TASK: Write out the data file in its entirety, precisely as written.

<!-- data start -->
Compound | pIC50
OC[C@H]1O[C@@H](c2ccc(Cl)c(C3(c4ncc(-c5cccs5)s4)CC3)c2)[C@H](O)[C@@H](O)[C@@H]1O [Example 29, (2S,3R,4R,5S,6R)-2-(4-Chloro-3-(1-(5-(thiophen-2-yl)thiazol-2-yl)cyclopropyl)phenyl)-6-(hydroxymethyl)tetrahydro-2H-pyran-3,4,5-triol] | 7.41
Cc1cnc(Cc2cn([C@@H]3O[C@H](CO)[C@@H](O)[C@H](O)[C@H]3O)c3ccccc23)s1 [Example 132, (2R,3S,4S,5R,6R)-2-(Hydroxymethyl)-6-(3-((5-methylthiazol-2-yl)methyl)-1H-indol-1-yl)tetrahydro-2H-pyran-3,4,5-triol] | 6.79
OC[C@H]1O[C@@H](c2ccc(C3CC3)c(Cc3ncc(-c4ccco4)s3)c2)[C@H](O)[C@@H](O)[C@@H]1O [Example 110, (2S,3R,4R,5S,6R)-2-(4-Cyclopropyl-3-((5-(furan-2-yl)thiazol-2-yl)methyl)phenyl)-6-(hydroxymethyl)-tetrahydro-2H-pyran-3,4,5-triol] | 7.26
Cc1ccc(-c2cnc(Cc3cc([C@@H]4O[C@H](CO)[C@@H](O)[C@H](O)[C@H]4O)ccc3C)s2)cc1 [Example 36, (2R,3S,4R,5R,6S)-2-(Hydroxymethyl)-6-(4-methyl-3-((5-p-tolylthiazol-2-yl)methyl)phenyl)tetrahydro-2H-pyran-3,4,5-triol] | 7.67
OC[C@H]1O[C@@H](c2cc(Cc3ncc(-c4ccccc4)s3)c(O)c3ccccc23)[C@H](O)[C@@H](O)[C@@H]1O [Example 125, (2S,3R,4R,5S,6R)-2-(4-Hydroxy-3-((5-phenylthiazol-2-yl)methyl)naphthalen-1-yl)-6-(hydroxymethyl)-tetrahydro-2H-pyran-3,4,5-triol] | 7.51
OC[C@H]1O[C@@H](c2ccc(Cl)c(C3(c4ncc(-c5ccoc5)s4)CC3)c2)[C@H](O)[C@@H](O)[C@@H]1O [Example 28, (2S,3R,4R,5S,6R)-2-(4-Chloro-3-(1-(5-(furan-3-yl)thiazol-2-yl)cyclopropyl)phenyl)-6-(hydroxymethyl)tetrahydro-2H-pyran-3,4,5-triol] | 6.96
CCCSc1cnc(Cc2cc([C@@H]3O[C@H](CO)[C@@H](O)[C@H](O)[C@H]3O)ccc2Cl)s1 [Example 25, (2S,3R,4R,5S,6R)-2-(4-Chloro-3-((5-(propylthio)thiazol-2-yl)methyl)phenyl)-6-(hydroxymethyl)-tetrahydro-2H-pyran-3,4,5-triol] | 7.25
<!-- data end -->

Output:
Compound | pIC50
OC[C@H]1O[C@@H](c2ccc(Cl)c(C3(c4ncc(-c5cccs5)s4)CC3)c2)[C@H](O)[C@@H](O)[C@@H]1O [Example 29, (2S,3R,4R,5S,6R)-2-(4-Chloro-3-(1-(5-(thiophen-2-yl)thiazol-2-yl)cyclopropyl)phenyl)-6-(hydroxymethyl)tetrahydro-2H-pyran-3,4,5-triol] | 7.41
Cc1cnc(Cc2cn([C@@H]3O[C@H](CO)[C@@H](O)[C@H](O)[C@H]3O)c3ccccc23)s1 [Example 132, (2R,3S,4S,5R,6R)-2-(Hydroxymethyl)-6-(3-((5-methylthiazol-2-yl)methyl)-1H-indol-1-yl)tetrahydro-2H-pyran-3,4,5-triol] | 6.79
OC[C@H]1O[C@@H](c2ccc(C3CC3)c(Cc3ncc(-c4ccco4)s3)c2)[C@H](O)[C@@H](O)[C@@H]1O [Example 110, (2S,3R,4R,5S,6R)-2-(4-Cyclopropyl-3-((5-(furan-2-yl)thiazol-2-yl)methyl)phenyl)-6-(hydroxymethyl)-tetrahydro-2H-pyran-3,4,5-triol] | 7.26
Cc1ccc(-c2cnc(Cc3cc([C@@H]4O[C@H](CO)[C@@H](O)[C@H](O)[C@H]4O)ccc3C)s2)cc1 [Example 36, (2R,3S,4R,5R,6S)-2-(Hydroxymethyl)-6-(4-methyl-3-((5-p-tolylthiazol-2-yl)methyl)phenyl)tetrahydro-2H-pyran-3,4,5-triol] | 7.67
OC[C@H]1O[C@@H](c2cc(Cc3ncc(-c4ccccc4)s3)c(O)c3ccccc23)[C@H](O)[C@@H](O)[C@@H]1O [Example 125, (2S,3R,4R,5S,6R)-2-(4-Hydroxy-3-((5-phenylthiazol-2-yl)methyl)naphthalen-1-yl)-6-(hydroxymethyl)-tetrahydro-2H-pyran-3,4,5-triol] | 7.51
OC[C@H]1O[C@@H](c2ccc(Cl)c(C3(c4ncc(-c5ccoc5)s4)CC3)c2)[C@H](O)[C@@H](O)[C@@H]1O [Example 28, (2S,3R,4R,5S,6R)-2-(4-Chloro-3-(1-(5-(furan-3-yl)thiazol-2-yl)cyclopropyl)phenyl)-6-(hydroxymethyl)tetrahydro-2H-pyran-3,4,5-triol] | 6.96
CCCSc1cnc(Cc2cc([C@@H]3O[C@H](CO)[C@@H](O)[C@H](O)[C@H]3O)ccc2Cl)s1 [Example 25, (2S,3R,4R,5S,6R)-2-(4-Chloro-3-((5-(propylthio)thiazol-2-yl)methyl)phenyl)-6-(hydroxymethyl)-tetrahydro-2H-pyran-3,4,5-triol] | 7.25